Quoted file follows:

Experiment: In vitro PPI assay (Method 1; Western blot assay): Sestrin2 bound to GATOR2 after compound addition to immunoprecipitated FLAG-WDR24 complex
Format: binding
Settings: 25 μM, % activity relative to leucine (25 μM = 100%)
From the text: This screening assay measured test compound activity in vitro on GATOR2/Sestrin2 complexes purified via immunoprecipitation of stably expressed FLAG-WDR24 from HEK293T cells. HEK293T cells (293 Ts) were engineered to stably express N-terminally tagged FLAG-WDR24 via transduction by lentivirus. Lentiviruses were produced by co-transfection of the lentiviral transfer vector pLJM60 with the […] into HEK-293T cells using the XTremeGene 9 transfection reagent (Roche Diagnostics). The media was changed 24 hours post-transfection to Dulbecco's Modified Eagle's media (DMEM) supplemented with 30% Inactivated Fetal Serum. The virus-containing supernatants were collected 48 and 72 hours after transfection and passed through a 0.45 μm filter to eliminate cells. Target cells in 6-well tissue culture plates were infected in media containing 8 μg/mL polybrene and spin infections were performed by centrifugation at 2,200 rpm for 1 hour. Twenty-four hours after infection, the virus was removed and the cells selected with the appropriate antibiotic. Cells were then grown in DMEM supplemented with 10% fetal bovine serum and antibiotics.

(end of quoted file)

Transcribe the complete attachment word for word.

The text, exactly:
Experiment: In vitro PPI assay (Method 1; Western blot assay): Sestrin2 bound to GATOR2 after compound addition to immunoprecipitated FLAG-WDR24 complex
Format: binding
Settings: 25 μM, % activity relative to leucine (25 μM = 100%)
From the text: This screening assay measured test compound activity in vitro on GATOR2/Sestrin2 complexes purified via immunoprecipitation of stably expressed FLAG-WDR24 from HEK293T cells. HEK293T cells (293 Ts) were engineered to stably express N-terminally tagged FLAG-WDR24 via transduction by lentivirus. Lentiviruses were produced by co-transfection of the lentiviral transfer vector pLJM60 with the […] into HEK-293T cells using the XTremeGene 9 transfection reagent (Roche Diagnostics). The media was changed 24 hours post-transfection to Dulbecco's Modified Eagle's media (DMEM) supplemented with 30% Inactivated Fetal Serum. The virus-containing supernatants were collected 48 and 72 hours after transfection and passed through a 0.45 μm filter to eliminate cells. Target cells in 6-well tissue culture plates were infected in media containing 8 μg/mL polybrene and spin infections were performed by centrifugation at 2,200 rpm for 1 hour. Twenty-four hours after infection, the virus was removed and the cells selected with the appropriate antibiotic. Cells were then grown in DMEM supplemented with 10% fetal bovine serum and antibiotics.